There are communities of Pennsylvania Dutch living in many parts of the United States and Canada today, but the largest settlement is in Pennsylvania, concentrated in and around Lancaster County. It would take volumes to delve into the fascinating heritage of the Pennsylvania Dutch, but for anyone visiting the area, here is a little primer. There is no better way to get a glimpse into their unique way of life than to visit the area.
The Pennsylvania Dutch (also called Pennsylvania Germans or Pennsylvania Deutsch) are descendants of early German immigrants to Pennsylvania. They population arrived in droves, mostly before 1800, to escape religious persecution in Europe. Like so many other persecuted groups, they came here for William Penn’s promise of religious freedom in his new land of Pennsylvania.
Population and Language
Many speak a variation of their original German language, as well as English. They are made up of Amish, Mennonite-Lutheran, German Reformed, Moravian, and other groups. These groups share some beliefs while differing in others.
Pennsylvania Dutch Clothing
Most Pennsylvania Dutch wear traditional clothing that is simple, unadorned, and made by hand. Jewelry is not worn -- not even wedding bands; unmarried men are usually clean-shaven while married men have beards to distinguish them.
Values and Beliefs
It is best not to generalize, as every family and sect are different.
However, the Amish are generally averse to anything that could chip away at the family or close-knit community structure, which is of the highest importance. This includes most modern technology, and education beyond the eighth grade, which they feel can lead to unnecessary egoism and separation. Mennonites hold many of the same beliefs but tend to be somewhat less conservative in dress codes and in the use of technology.
The many different sects of Pennsylvania Dutch vary from strict followers of the Old Order to more modern groups who have allowed certain aspects of modernity into their lives. Some do not use battery-powered electronics, while others now use phones or cars. Some do not allow phones in their home but have them in their place of business, as it can be essential to making a living. Each sect has their own rules ranging from guidelines for dress and hair length to buggy styles and farming techniques.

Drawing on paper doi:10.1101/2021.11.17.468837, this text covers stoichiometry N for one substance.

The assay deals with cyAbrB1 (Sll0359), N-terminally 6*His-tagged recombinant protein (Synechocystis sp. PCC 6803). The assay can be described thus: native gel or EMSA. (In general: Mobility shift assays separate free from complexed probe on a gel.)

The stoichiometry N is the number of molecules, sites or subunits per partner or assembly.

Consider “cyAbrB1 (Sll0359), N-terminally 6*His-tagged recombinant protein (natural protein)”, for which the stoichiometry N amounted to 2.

Tips for Visitors
It is unusual in the United States for the people and culture to be the primary tourist draw as it is in Amish Country. Yet it is not surprising that visitors want to witness a lifestyle so different than their own. Observing the culture, free from modern technology like telephones, computers, and cars, offers a window into a time long past.
While many local Pennsylvania Dutch welcome and have come to rely on the tourist industry for their livelihood, it is important to also be respectful of their privacy. Remember that they are real people going about their daily lives. It is important for all visitors to know that among their many unique beliefs, most Pennsylvania Dutch do not believe in having their photograph taken, as they believe it is a sign of vanity.
You’ll learn about their way of life through your own observation and through the many museums and sites dedicated to preserving local culture. Most Pennsylvania Dutch tour guides are very open and willing to answer any questions. Many constantly have to reassess their beliefs and choose what to incorporate from the modern world without sacrificing their core values. Times have changed, and continue to change, for the Pennsylvania Dutch, if at a much slower pace than for the rest of the world.
Check out these rules before your next visit.